Mark: You don’t have to. No pressure.
James: Well, you know, if the Jonathan Levine Gallery in NY called me up and said ‘You can have a solo show and do anything you want,’ that would blow my mind (laughs). But I think things will just happen to me and I’ll look back and say, how can I have ever lived without that happening?
Mark: You’ve done the solo show thing before, maybe not on the scale you just mentioned but…
James: I did one solo show thing four or five years ago in North Carolina.
Mark: Was that Amplified Art?
James: Exactly. That was a real cool experience. I got to make some really fresh pieces. I put a mural up on the wall. It was a really good experience. But the artist that I was then, and the artist that I am now, are not even close.
Mark: It would be cool to get you back to Brooklyn for a solo show. Maybe Tara McPherson’s place?
James: Yeah, The Cotton Candy Machine, sure.
Mark: In my house, I have your Brooklyn print. It would be kind of circular to get you back here in Brooklyn to show your latest work.
James: Yeah, it is circular that I can now make a piece of art about a place where I used to live.
But honestly, my first reaction to a Brooklyn show is ‘I can’t believe anybody in Brooklyn would give a flying shit about me!’ (laughs) I don’t know, I’m sure there are people that would want to go, but…
Mark: I used to have the Brooklyn piece in my office and anyone from Brooklyn who saw it amongst my other art, always asked who did it and remarked how special it was. It looks at the city in such a magical light. People just love that image.
James: That’s so awesome to hear. Brooklyn is such a special place to me. I lived there for 29 years. I see this magical side to it. There’s not many people who know it like the natives who’ve been there their whole lives.
Mark: I want to ask to you about your Phish prints. Some of those triptychs you’ve done are so amazing. I missed getting the “Secret Set” from Randall’s Island. That was a beauty. Or the Hamptons, Virginia show with the moon and the rooftops.
James: Thank you.
Mark: I would like to think that people are buying those prints not just because they are fans of the band, but because the work is so extraordinary.
James: I’d like to think that, too. And I want to honor that by doing my best work. I don’t want to take for granted that any Phish fan will just buy any Phish poster and I don’t have to work hard for it. In fact, I’m going to work even harder. That poster was probably the hardest to draw last year and to bring it to life.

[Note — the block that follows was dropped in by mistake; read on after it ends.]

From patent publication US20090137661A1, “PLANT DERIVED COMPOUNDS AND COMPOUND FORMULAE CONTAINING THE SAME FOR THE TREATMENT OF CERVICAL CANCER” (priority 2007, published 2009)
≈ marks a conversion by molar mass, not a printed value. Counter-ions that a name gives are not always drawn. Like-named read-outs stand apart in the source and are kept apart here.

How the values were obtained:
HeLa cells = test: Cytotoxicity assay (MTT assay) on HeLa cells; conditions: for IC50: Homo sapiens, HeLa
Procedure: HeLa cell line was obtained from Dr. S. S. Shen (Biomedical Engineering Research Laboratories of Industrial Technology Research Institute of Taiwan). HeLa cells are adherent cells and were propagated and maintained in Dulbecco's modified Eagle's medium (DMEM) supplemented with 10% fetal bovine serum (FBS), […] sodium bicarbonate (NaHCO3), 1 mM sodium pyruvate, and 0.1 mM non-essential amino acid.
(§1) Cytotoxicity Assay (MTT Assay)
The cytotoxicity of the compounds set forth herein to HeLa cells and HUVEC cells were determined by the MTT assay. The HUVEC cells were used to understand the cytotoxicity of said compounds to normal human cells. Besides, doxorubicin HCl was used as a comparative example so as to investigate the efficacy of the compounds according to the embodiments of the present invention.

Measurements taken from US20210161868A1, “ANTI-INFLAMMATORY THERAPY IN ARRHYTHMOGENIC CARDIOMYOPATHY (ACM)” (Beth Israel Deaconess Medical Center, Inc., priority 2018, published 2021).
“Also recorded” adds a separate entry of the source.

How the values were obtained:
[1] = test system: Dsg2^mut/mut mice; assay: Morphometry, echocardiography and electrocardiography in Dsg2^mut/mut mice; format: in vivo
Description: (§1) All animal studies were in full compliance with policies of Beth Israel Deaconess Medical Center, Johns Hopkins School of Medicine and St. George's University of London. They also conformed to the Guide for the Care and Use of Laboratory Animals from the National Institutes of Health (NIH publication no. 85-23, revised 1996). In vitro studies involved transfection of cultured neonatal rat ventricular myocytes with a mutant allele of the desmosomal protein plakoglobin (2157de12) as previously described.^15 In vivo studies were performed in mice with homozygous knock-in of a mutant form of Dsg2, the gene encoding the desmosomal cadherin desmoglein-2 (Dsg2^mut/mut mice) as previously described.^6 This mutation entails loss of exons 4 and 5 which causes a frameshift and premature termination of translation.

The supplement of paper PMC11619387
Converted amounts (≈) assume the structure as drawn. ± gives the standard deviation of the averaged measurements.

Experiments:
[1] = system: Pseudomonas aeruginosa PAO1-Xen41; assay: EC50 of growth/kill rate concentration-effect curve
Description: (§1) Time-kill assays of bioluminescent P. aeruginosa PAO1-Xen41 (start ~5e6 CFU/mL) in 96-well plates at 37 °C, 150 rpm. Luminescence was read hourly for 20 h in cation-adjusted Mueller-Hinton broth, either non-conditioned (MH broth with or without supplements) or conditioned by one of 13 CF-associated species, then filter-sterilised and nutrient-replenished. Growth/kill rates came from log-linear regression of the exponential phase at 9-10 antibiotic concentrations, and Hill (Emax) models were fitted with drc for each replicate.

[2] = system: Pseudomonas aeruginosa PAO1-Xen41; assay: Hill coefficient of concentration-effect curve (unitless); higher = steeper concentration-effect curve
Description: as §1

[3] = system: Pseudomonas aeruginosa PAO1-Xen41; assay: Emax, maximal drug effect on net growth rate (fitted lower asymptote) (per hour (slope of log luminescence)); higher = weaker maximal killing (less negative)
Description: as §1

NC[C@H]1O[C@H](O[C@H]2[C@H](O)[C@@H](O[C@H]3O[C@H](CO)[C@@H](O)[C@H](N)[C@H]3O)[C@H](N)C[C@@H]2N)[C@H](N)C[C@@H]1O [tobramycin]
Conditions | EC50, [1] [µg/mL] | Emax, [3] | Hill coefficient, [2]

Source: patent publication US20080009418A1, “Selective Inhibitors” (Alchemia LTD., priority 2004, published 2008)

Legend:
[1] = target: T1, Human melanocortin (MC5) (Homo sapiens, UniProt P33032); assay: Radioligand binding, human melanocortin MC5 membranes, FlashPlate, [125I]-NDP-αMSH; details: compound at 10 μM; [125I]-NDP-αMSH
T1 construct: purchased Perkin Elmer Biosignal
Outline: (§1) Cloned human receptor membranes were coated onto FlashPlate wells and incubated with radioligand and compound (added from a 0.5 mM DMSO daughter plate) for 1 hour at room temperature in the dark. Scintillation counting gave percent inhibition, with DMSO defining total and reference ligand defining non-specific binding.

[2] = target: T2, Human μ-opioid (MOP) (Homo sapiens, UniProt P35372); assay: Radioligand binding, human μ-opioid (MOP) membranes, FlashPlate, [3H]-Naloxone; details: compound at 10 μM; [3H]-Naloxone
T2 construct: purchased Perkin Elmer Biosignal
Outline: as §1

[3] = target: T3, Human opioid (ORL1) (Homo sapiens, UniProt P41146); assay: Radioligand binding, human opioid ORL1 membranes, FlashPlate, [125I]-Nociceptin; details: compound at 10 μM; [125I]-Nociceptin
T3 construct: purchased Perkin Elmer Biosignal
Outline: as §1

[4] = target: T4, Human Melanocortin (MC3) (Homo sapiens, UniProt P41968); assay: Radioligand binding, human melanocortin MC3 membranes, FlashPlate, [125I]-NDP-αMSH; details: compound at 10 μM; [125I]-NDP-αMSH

Mark: So do you have anything coming up in the next month or so that you can talk about or tease some images?
James: A lot of the projects I work on, they are like ‘don’t say anything till we announce it,’ which I understand, but it sucks. I work all day on these things and I just want to share them, but I just gotta wait. I have Widespread Panic, Primus and Dave Matthews posters coming up. I’m putting the finishing touches on a Mondo poster but I can’t say anything about that obviously. And then a poster for literal rock n roll royalty. Really excited about that. That’s the near future.
Widespread Panic April 21st show
Mark: One last question James. Where did the name James Flames come from? I know it’s not your given name. Did someone tag you with that or did you come up with it on your own?
James: People always ask me this, and I really need to come up with a good story.
James: When I do shows like Flatstock people come up to me and ask me if it’s my real name.
I want to say yes. I want to have a great anecdote.
Mark: I’ve never meet an Italian named Flames before!
James: (laughs) Yeah, exactly. My grandfather’s name wasn’t Papi Flames! No but seriously, I was in bands for so many years and my real last name just isn’t rock n’ roll. And I’d always come up with a moniker or something, but they were always dumb. One time I was making a record for this punk band, I was recording their album for them. We had to make liner notes and the band had all these cool names. So I’m thinking I gotta come up with something better than just my name, because this will be fucking stupid. I went online and I remembered the Garbage Pail Kids. Do you remember those things?
Mark: Of course
James: So I couldn’t remember who the “James” Garbage Pail kid was, so I googled it. Lo and behold it was James Flames. It was a picture of a baby who had just eaten some hot sauce and he was flying out of his stroller. Flames coming out of his nose something like that. I said that’s perfect. And I had tattoos of flames on my arms also, so it kinda fit already.
1987 Sticker Art
Mark: By pure coincidence.
James: I was like, ‘How did I never think of that before?’ So I told the band make it say James Flames on the liner notes. And from then on, it basically stuck. I think the name really helps me because it’s memorable. I think there were a good amount of jobs that I got, because mine was a name that was easy to remember.
Mark: You’re right. It’s memorable. Artists use all kinds of tools to have that cool factor or air of mystery. I think you nailed it. You have a cool story; you don’t need to invent one.
James: Maybe I could just say that my parents were Garbage Pail Kids.
Mark (Laughs) That’s the short and sweet version. Great to talk to you, James. Thanks so much for your time.
James: My pleasure. Thank you Mark!
Social Media for James Flames
Poster Spy profile: https://posterspy.com/profile/jamesflames